| BOOKr.VIP | 20 Years Later, What ‘Pepper Ann’ Taught Us About Gender And Tween Girls

BOOKr –Add Your Business – Services – Products – Talent to BOOKr The world is burning, yes, but let’s take a moment to consider “Pepper Ann,” a ’90s cartoon that featured one of the most dynamic portrayals of adolescence on television. Twenty years ago Wednesday, the redheaded tween who was much too cool for seventh […]

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The world is burning, yes, but let’s take a moment to consider “Pepper Ann,” a ’90s cartoon that featured one of the most dynamic portrayals of adolescence on television.

Twenty years ago Wednesday, the redheaded tween who was much too cool for seventh grade entered the pantheon of Saturday morning toons. It was quite unlike any other cartoon at the time, a progenitor of the quirky preteen heroine of shows like “As Told by Ginger” and “Lizzie McGuire.”  

The show debuted in 1997, the brainchild of executive producer Sue Rose and her nearly all-female team that included director Sherie Pollack and head writer Nahnatchka Khan. It centered on Pepper Ann Pearson, a spunky 12-year-old who loved pizza, soccer, comic books and video games. 

Pepper Ann was aggressive, bossy, loud and “unladylike,” but her consistent quest to be “cool” and conform never compromised these supposedly unfeminine traits. Her best friend Nicky was soft-spoken and wildly intelligent, while her best friend Milo, a native Hawaiian boy, was artistic and sensitive. Her little sister, Moose, was a wise-beyond-her-years 8-year-old who is decidedly gender-ambiguous ― her masculinity is never picked at or prodded. Meanwhile, Pepper Ann’s mother, Lydia, was a hardworking single mother, an outspoken, self-professed feminist who was consistently trying to instill in her two daughters a sense of independence and self-acceptance.

Characters like these may be a dime a dozen today, but it’s important to remember that most cartoons in the ’90s centered on male characters (whether human or anthropomorphic) and focused on male stories. And when there were female characters, a la “Garfield” or the “Teenage Mutant Ninja Turtles,” these characters often went by the Smurfette Principle ― the trope of including women as tokens who exist solely to support the storylines of male leads.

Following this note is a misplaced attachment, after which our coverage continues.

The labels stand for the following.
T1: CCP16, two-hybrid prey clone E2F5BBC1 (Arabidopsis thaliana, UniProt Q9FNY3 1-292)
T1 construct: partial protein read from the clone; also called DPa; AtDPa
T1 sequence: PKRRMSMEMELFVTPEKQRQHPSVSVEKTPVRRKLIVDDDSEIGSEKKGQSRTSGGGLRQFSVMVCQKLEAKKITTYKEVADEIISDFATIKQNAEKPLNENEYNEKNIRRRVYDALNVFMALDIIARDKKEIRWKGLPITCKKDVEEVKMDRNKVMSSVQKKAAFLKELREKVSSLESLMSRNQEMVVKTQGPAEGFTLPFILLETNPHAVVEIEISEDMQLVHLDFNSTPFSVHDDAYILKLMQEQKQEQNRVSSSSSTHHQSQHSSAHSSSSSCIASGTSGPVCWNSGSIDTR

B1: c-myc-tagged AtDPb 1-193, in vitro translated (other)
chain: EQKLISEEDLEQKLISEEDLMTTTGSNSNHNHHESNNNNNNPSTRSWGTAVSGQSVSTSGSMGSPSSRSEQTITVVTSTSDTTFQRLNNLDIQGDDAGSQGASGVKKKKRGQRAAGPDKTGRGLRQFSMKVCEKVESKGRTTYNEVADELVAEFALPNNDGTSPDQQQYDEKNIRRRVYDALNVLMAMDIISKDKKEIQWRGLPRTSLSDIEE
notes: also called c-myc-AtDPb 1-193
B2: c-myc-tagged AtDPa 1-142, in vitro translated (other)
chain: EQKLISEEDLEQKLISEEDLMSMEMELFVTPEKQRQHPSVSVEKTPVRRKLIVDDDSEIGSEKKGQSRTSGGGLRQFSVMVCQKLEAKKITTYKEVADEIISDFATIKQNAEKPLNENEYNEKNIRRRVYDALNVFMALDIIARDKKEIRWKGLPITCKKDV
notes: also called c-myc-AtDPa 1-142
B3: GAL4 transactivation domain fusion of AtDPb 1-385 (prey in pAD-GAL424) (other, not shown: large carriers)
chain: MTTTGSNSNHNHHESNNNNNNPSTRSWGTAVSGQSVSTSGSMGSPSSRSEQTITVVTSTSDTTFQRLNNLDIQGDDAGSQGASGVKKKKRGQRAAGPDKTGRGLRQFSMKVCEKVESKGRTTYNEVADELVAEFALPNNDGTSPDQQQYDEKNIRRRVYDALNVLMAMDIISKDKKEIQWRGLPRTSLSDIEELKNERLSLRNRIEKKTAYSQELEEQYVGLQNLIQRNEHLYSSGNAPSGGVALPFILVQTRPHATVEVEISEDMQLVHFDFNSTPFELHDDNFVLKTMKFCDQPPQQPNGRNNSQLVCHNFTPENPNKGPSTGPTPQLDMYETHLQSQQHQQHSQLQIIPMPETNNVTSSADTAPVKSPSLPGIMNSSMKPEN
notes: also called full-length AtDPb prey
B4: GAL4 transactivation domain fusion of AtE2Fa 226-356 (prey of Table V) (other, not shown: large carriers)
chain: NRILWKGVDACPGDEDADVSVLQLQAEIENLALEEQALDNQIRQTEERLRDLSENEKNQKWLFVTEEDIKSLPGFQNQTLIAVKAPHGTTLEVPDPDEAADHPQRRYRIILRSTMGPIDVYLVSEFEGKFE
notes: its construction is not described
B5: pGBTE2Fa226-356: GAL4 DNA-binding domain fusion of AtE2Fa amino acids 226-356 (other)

“Pepper Ann” was something different, a show chock-full of female characters who (by the standards of a half-hour Saturday cartoon) were afforded an enormous amount of complexity. In one season 2 episode, Pepper Ann’s mother took her on a retreat to a feminist camp where, some exaggerated feminist caricatures aside, Pepper Ann got to learn about the “glass ceiling,” reflect on her own womanhood, and catch a glimpse into her mother’s perspective by hearing from her mom’s generation.

The show was not necessarily a radical or revolutionary treatise on feminism or gender identity, but it was special. That specialness was being recognized even upon its debut ― a 1997 Variety article lauded it as part of a new school of “girl power toons” on television that included “Daria” and “The Legend of Calamity Jane.” 

Rose, the executive producer, told the publication at the time: “Good, smart, funny shows with girl characters are something everyone can embrace. Pepper Ann is a kid who happens to be a girl. Gender doesn’t have to enter into it.”

In a ideological paradise, gender really wouldn’t have to enter into it, but gender was such a huge part of what made “Pepper Ann” work. Pepper Ann’s love of pizza, video games and soccer was not what made her interesting. What made her interesting was that she inhabited a world in which young people were allowed and encouraged to embrace the multiplicities of their identities. Pepper Ann’s tomboyishness did not make her stand out.

What made her stand out was her heart, her love for her friends, her constant struggle between trying to conform and trying to be herself, and the space that was made for her (and the young audience) to explore all these things without judgment. 

The place of the tween girl in pop culture is a difficult one. Young girls are patronized and condescended to; they’re fetishized and deified, either for their sexuality or for this false and potentially harmful idea that “teen girls will save us all.” No, teen girls will be and feel and do whatever they want. 

Nostalgia has a way of becoming all the more potent when the present seems particularly bleak. Today, there are tween heroines on Nickelodeon and Disney that encompass much of what made shows like “Pepper Ann” special ― Disney’s new show “Andi Mack,” which chronicles an Asian-American seventh-grader coming to terms with the fact that her sister is actually her mother (you read that right) comes to mind. 

There’s progress; there are indeed teen and tween characters who have taken the spirit of this underrated ’90s cartoon and expanded on its themes. But given that “Pepper Ann” existed in a pre-internet time devoid of buzzwords and online discourse about feminism and representation, it’s fascinating that it existed the way it did, or at all.

And maybe that’s something today’s television landscape for young girls can take away from it ― the fact that these characters can and should challenge gender stereotypes not just for the sake of challenging them, but for the sake of being their authentic selves. 

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